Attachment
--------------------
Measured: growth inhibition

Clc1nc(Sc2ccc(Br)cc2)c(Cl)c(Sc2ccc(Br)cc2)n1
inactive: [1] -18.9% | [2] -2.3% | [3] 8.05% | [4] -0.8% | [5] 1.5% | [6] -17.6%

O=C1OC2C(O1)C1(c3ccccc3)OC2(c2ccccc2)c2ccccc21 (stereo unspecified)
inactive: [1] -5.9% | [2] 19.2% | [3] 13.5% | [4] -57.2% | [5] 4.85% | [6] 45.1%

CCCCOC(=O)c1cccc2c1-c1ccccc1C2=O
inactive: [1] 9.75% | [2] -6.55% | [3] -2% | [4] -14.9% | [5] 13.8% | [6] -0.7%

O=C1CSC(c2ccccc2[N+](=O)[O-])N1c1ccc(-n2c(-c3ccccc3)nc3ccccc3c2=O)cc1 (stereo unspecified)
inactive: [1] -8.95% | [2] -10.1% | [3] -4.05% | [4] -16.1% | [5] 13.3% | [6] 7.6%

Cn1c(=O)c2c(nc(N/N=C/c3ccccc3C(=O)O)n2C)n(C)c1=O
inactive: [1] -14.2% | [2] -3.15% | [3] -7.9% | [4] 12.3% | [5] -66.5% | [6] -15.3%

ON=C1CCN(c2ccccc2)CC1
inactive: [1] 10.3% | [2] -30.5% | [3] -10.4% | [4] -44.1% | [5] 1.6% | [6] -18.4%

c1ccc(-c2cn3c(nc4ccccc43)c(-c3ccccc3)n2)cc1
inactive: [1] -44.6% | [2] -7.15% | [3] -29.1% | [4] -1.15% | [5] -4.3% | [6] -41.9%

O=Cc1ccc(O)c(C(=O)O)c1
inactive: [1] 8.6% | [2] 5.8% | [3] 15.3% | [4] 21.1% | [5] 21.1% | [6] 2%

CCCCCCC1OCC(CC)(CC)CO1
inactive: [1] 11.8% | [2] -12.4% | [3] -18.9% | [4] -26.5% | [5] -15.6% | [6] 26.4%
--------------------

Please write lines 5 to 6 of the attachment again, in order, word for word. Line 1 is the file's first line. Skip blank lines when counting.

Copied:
inactive: [1] -5.9% | [2] 19.2% | [3] 13.5% | [4] -57.2% | [5] 4.85% | [6] 45.1%

CCCCOC(=O)c1cccc2c1-c1ccccc1C2=O